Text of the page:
Only in the USA, the Affluent are called “Middle Class” !

By Kollengode S Venkataraman           e-mail:

In the recent election cycle, politicians of every stripe and persuasion talked about protecting the “Middle Class” even as the country is buried in a huge mountain of public debt accumulated over the last 20 to 30 years. And this happening with the leadership alternating between Democrats and Republicans both in the Congress and the White House. Now we have reached a stage of the whole nation falling off what every talking head calls a fiscal cliff, something that responsible people of all persuasions have been warning us for decades.

There is only one way to solve this national problem that we created for ourselves with our eyes wide open: Everybody needs to take some hit — higher taxes for people earning more, higher corporate and capital gains tax, keeping the estate tax as it is, higher eligibility requirements and means testing for Medicare, maybe even for Social Security. And the inevitable reduced service and/or more out-of-pocket expenses for healthcare for everyone. Another item for serious consideration will be a higher gasoline tax.

The defense expenditure for the nation is definitely bloated and un­sustainable. The annual US defense expenditure is more than the combined military expenditure of the next ten large countries. Out of the ten, except for China and Russia, countries such as France, Japan, England, Germany, Italy, Spain, Saudi Arabia are our allies with military treaties to come to our defence, if attacked. So, it is obvious that military expenditure too should be trimmed if we are serious about addressing our debt problem. But defense expenditures and outlays are the most sacred cows in the US Congress. 

It is strange that not many in the Congress seem to care that powerful nations are weakened first by profligacy from within, and only then from external threats.  The situation has reached such a ridiculous stage that in one of the Congressional rtestimonies, I remember hearing a UG general in military uniform attesting that our economic situation poses a bigger threat that external militaries.

In this context, one phrase we heard over and over again in the political discourse and campaign rhetoric in the past election cycle is tax cuts for the “Middle Class,” defined as families with annual incomes of $250,000 as the upper limit.

It is likely that the household income of the overwhelming majority of readers of this article such as yourself is well below this threshold; maybe under $120,000 per year. You are likely to be living in a desirable ZIP code in a good school district leading a comfortable lifestyle.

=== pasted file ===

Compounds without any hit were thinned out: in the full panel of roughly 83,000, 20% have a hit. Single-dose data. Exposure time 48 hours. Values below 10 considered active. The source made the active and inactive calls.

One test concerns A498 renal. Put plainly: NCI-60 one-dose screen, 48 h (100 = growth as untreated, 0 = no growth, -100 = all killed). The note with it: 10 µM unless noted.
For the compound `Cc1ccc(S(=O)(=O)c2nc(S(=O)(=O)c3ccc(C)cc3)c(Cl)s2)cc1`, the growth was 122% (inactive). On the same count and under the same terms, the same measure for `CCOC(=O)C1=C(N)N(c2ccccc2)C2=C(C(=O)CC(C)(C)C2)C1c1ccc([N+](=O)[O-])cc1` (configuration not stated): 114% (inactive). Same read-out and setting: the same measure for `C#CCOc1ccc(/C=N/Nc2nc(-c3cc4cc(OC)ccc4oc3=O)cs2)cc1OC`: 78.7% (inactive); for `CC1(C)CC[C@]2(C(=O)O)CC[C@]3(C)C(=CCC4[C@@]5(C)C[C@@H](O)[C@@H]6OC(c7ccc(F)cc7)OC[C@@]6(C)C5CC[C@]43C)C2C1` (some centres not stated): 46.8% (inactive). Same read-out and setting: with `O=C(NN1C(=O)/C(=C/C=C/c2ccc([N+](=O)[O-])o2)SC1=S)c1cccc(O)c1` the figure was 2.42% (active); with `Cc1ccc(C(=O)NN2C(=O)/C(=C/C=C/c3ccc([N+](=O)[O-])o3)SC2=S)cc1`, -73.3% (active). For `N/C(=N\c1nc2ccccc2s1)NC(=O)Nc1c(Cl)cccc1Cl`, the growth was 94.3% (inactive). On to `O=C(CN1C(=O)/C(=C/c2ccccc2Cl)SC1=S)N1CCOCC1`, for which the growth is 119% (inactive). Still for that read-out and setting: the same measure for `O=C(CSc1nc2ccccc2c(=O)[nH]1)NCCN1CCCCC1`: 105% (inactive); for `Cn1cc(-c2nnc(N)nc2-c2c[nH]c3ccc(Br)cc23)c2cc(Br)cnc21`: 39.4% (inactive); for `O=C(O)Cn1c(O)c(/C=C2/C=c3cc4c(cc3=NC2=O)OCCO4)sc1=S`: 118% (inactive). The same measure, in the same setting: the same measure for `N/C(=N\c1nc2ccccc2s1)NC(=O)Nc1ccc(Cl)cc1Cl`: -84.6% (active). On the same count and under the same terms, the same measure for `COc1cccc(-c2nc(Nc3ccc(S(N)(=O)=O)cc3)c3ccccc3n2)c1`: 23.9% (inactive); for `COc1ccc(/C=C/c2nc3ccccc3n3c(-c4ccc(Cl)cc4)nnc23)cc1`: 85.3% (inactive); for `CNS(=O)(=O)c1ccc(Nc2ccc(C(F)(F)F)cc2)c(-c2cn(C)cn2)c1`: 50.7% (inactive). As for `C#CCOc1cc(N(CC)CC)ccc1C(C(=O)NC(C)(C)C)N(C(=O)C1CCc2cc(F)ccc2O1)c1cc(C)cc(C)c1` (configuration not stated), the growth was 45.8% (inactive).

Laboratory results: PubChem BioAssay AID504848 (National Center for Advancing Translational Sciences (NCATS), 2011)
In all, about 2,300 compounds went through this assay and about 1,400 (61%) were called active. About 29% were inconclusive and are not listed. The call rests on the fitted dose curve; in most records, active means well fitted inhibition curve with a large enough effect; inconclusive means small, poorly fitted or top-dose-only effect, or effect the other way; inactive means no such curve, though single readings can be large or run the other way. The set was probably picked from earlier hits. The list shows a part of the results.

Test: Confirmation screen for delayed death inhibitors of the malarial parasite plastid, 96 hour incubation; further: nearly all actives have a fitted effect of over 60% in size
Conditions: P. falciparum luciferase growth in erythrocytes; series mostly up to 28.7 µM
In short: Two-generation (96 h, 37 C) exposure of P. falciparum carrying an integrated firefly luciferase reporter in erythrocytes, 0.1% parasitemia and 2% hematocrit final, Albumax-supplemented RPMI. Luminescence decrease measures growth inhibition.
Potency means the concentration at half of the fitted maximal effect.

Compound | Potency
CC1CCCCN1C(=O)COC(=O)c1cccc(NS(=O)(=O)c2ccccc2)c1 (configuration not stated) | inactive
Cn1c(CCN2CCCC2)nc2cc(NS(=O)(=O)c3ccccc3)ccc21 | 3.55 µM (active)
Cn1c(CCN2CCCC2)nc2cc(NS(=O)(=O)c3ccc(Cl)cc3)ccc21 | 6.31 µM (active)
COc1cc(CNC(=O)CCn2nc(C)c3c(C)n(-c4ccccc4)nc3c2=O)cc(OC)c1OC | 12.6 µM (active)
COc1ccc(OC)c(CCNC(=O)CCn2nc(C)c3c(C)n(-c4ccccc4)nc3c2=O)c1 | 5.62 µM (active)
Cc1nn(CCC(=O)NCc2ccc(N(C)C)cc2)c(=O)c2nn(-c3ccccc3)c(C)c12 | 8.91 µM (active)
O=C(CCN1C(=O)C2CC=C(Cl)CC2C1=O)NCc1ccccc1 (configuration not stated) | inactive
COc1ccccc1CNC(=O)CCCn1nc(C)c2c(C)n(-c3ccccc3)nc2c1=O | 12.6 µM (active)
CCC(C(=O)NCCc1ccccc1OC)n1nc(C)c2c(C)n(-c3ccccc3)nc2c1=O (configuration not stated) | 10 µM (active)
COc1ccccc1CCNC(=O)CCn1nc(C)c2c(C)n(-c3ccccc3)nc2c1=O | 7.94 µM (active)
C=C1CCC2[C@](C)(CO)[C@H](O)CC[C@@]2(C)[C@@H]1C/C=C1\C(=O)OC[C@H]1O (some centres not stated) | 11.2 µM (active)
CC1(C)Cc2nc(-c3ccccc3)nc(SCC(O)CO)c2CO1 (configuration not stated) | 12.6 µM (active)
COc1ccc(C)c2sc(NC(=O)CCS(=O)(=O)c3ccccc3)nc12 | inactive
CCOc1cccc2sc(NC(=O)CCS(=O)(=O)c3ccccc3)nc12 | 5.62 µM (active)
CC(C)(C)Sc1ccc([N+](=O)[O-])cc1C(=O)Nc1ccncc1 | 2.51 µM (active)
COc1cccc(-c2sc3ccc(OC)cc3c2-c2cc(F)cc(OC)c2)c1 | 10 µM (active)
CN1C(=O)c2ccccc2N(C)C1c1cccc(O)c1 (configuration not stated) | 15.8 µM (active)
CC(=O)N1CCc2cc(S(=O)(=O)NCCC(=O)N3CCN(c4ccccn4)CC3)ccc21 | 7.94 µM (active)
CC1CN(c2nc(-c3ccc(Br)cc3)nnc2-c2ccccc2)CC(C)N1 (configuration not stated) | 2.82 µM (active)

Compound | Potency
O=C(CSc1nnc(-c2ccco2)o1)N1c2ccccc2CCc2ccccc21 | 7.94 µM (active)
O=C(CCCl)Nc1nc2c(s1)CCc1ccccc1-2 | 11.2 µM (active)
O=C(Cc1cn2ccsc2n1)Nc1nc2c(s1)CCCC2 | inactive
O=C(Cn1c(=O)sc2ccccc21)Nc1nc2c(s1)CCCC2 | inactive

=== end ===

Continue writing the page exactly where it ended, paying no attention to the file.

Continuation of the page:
But it is another matter that you have been living under the perpetual anxiety of losing job in the corporation where you work — the same company you have been with for the last 20 years, getting regular raises, promotions, and bonuses.

So, it is no surprise that you never cared to know the income distribution in families in this great country.

After repeatedly hearing that families with $250,000 household income are defined as “Middle Class,” in all possibility, by now you might have developed a massive inferiority complex with your $120,000 annual house­hold income. In social discourse, you may even refer to yourself as “Lower Middle Class.”  Today’s marketing gurus and political media consultants know that by repeating a statement over and over again, they can make any idea gain currency and credibility. This is pitiful.

However, the US Census Bureau has done a wonderful job in gathering household income data. The latest year for which the information is available is for the year 2009.

The graph below shows the distribution of household income for Ameri­can households.

We can see in this graph that of the 118 million households in the nation, only 4% have incomes over $200,000. Only slightly more than 8% of the households has income more than $150,000.

To put things in perspective, the median household income for the nation is $50,000. That is, 50% of the homes have income less than $50,000, and 50% have incomes more than $50,000.

So, if $250,000 annual household income is “Middle Class,” then what do you call households with, say, $125,000 household income? Lower Middle Class? After all, they make only 50% of the so-called “Middle Class” in­comes. And what do we call homes with $60,000 in family incomes? The Working Poor? Remember, the median household income is $50,000.

I know people with graduate degrees stuck in white-collar office jobs paying only $35,000. What do we call them? White Collar Poor?

I am amazed at our skewed perception of ourselves.

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